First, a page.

The Development of Binders and Mortars in Sweden

  • J. E. Lindqvist
  • S. Johansson


Masonry with mortar joints and renderings were introduced in Sweden with the integration into the Catholic Church in the 11th and 12th century. The binders used were air lime to sub-hydraulic limes and in some cases hydraulic limes. The impurities give the mortars a greyish and light ochre colours. It was only on the island Gotland were limestone that could be used for production of bright white pure limes occurs. These types of binders were dominant until the 19th century. From the seventeenth century there is a difference in the development of mortars for use in water constructions compared to those used for building on land. Dutch engineers were involved in several important canal projects as well as the establishment of the city of Gothenburg in the 17th century. In the 18th century with the introduction of the mercantile economic theory it became important to handle also these constructions with national resources. Sweden aimed for mortars based of burned oil shale ash as artificial pozzolans. These were introduced in the 1770s and used until the early 20th century. These types of mortars were also to some extent used for masonry houses and military constructions. In the 19th century there was an increase of the built volume, requiring a faster and more industrial building process. This promoted an increased use of pozzolanic and hydraulic binders, not least Portland cement. In the late 19th early 20th centuries a wide variety of binders from pure air lime to highly hydraulic were used for house building.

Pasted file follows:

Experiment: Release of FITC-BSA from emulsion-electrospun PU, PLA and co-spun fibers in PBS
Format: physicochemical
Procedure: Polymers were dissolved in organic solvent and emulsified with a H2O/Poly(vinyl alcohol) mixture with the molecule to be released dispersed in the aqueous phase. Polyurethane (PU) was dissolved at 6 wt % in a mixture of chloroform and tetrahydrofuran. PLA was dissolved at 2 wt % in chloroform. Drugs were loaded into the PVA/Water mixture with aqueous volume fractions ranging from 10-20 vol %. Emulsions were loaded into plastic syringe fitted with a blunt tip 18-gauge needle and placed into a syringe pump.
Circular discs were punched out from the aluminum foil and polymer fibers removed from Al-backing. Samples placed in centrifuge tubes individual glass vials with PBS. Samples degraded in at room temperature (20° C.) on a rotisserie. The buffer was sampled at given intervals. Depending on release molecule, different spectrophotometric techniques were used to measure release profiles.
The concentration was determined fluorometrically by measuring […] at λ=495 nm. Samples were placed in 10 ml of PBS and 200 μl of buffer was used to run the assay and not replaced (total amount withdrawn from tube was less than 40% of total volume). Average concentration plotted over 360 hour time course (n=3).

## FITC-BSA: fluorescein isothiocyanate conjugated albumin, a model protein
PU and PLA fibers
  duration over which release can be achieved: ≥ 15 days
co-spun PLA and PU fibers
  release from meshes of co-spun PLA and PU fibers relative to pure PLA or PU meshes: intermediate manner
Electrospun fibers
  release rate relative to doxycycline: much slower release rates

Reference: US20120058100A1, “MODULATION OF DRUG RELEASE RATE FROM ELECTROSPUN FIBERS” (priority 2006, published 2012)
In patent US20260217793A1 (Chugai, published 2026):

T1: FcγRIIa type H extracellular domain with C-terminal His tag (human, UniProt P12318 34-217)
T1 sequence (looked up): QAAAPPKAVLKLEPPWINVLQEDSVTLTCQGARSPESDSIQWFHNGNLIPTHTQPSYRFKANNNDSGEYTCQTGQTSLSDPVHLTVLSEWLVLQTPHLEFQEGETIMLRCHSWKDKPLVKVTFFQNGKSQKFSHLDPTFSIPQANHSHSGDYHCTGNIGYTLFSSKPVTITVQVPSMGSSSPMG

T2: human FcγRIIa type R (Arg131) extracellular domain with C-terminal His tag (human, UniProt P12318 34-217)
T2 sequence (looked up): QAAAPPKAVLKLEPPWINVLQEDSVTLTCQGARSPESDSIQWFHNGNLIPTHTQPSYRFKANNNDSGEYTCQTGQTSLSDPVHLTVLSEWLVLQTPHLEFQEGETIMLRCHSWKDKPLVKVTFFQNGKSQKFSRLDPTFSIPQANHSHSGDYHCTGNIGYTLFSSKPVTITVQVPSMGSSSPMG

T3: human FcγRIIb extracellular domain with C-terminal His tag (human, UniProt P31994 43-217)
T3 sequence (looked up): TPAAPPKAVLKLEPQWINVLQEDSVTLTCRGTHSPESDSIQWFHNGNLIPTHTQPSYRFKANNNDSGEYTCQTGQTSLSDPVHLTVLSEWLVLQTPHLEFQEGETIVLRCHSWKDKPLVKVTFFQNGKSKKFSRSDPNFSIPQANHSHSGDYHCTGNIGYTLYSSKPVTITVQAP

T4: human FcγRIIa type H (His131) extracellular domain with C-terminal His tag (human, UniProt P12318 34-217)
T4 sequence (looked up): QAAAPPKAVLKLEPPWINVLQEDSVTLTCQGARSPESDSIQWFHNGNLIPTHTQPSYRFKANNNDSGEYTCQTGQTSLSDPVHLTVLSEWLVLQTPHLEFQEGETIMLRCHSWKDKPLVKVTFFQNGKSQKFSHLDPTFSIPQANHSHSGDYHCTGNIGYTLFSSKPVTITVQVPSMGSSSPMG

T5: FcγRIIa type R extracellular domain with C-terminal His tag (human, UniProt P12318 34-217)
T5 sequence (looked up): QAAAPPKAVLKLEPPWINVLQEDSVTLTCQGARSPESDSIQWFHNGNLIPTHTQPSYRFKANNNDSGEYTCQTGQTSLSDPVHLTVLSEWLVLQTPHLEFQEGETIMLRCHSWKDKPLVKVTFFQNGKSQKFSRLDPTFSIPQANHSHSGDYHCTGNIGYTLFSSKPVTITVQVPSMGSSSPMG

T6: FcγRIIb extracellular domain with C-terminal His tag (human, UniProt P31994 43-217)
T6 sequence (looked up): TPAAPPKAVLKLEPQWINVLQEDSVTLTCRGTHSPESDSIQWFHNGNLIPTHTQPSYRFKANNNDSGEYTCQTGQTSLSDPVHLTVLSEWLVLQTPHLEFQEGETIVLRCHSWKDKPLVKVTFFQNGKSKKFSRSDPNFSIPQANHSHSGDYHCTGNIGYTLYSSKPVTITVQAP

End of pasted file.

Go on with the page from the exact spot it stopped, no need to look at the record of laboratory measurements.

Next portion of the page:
Mortars Binder Sweden 


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Copyright information

© Springer International Publishing AG, part of Springer Nature 2019

Authors and Affiliations

  1. 1.Swedish Cement and Concrete Research InstituteBoråsSweden
  2. 2.Byggkonsult Sölve Johansson ABTrollhättanSweden

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